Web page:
How Much Do ‘Signers’ Actually Make?
It’s a dilemma faced by many of us when pulling up to the light at an off-ramp: Do we or do we not give money to the person with a sign?
For some, it’s a commendable act of charity to give the professedly homeless or down-on-their-luck person some money, no judgments or questions asked.
Others, however, hesitate or refuse because they’re in the dark about the person’s actual financial situation. Or they feel the person should just get a job. Moreover, they also have a sneaking suspicion that the act of begging is already pretty lucrative for the individual.
To shed a little light on this latter issue of how much money “signers” (that’s what they call themselves) make, the St. Paul Pioneer Press recently interviewed some who situate themselves off one of the major freeways in the area. (The video appears below.)
Probably to the surprise of many, the signers they interviewed emphasized that “flying a sign” asking for money was “hard work” and a legitimate job.
One young man—whose earnings record is $80 in an hour—said the following:
“I understand [that] money isn’t made to be given away; it’s made to be earned. But people think [“signing”] ain’t a job flying a sign—it’s hard work. We stand on our two feet all day long.”
And here’s from a young woman interviewed for the video:
“Sometimes they tell me to get a job or something like that, but this is a job. This is my part-time job, you know. We make more money than a person going to a job—in an hour. In a minute we can make nine dollars. You know, somebody can give us five [dollars] like right when we step out…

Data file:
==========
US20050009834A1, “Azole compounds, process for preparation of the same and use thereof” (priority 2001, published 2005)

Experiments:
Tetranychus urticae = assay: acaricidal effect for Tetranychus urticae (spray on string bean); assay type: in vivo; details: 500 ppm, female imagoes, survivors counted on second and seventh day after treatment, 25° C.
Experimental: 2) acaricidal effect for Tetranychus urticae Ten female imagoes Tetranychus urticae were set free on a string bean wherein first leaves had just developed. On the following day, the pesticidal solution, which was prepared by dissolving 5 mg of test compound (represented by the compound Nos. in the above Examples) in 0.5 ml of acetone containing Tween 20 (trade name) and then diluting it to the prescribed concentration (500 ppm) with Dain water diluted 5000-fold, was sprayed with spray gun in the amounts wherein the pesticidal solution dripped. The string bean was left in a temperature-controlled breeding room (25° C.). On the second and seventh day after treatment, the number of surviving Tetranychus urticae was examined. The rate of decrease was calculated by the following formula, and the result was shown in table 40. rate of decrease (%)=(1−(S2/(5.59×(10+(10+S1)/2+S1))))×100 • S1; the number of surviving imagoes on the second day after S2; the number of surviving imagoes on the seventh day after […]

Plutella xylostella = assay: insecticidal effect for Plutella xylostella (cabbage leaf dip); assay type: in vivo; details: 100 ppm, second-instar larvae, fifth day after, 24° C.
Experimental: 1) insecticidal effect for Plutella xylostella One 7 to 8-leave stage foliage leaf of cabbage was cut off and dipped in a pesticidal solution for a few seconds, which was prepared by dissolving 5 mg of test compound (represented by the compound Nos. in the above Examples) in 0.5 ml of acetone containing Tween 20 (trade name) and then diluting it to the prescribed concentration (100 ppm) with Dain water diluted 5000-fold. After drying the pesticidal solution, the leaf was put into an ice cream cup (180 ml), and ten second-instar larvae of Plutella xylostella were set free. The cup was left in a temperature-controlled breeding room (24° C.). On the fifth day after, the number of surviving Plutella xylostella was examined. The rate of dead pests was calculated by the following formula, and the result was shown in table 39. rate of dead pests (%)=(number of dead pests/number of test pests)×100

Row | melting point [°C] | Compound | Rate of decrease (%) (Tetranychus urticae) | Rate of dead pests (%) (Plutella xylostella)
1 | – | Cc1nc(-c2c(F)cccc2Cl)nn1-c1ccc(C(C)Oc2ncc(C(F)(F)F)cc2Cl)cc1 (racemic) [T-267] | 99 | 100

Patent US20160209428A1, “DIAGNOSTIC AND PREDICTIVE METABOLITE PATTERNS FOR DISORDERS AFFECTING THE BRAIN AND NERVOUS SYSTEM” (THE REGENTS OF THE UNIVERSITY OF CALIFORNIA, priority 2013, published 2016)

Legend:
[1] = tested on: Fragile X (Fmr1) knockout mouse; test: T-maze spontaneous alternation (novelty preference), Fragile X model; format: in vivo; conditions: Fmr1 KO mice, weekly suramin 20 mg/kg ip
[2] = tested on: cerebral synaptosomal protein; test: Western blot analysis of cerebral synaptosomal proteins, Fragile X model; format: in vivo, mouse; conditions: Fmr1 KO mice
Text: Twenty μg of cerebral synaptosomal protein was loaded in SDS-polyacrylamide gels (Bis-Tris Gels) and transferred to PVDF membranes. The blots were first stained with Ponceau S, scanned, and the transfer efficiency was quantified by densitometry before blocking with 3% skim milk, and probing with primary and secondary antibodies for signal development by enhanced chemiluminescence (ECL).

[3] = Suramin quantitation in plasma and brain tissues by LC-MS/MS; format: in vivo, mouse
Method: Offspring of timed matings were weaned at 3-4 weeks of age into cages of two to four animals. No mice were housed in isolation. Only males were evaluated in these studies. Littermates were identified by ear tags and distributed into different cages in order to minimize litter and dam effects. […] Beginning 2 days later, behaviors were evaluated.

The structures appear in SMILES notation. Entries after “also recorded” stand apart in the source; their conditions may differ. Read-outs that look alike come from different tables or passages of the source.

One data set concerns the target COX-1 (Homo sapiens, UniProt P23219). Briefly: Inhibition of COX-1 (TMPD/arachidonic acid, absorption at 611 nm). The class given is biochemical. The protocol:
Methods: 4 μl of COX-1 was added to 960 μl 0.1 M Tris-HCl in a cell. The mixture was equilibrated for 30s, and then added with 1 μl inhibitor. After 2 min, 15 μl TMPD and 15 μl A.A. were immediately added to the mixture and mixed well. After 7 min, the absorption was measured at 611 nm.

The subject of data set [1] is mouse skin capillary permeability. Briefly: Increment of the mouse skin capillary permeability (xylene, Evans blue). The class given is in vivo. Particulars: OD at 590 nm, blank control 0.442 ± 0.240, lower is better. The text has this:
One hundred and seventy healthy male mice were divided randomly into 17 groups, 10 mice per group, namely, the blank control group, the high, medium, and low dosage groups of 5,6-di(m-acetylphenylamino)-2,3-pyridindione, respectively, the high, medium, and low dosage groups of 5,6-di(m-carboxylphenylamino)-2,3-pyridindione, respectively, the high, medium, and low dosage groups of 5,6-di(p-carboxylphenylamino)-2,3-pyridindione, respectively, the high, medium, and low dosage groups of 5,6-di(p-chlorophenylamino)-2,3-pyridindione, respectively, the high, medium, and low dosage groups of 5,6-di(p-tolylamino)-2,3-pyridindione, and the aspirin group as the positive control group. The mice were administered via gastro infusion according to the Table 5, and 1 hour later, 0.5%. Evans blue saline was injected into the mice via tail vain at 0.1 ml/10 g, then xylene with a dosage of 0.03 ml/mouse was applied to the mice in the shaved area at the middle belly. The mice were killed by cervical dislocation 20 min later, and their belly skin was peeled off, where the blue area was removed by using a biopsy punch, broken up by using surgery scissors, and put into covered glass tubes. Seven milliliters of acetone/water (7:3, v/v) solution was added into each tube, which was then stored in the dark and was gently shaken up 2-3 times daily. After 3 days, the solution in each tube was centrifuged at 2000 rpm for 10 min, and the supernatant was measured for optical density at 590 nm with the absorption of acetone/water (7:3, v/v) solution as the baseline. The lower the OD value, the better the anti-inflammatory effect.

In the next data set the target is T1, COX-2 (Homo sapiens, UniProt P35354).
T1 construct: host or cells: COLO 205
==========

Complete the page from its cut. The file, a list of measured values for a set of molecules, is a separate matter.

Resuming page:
When I’m out here I can really earn like $20 to $100 in the [span] of like two hours or an hour-and-a-half. Your first car, maybe you can get like $20—it just depends. It only takes one person…”
Another young man bragged about his record of making $500 total from five cars in a row.
As you might expect, it’s difficult to obtain precise figures how much signers make each day. Most stay out only long enough to make their target goal for what they want to purchase. Interviews for a story out of Fort Worth, Texas, yielded an average of $30 for about 20 minutes to 2-3 hours of “flying”. A story in the Tampa Bay Times—which detailed the various strategies used by signers—puts the daily average at somewhere between $60 and $100. The results of a 2002 study out of Toronto seem to support these figures. The study found that the average person holding a sign on an off-ramp probably collects about as much as someone making minimum wage or just above.
Should that fact incline people not to give to them? Or, is it best to assume that their circumstances prevent them from getting a wage-earning job… or to not assume anything at all?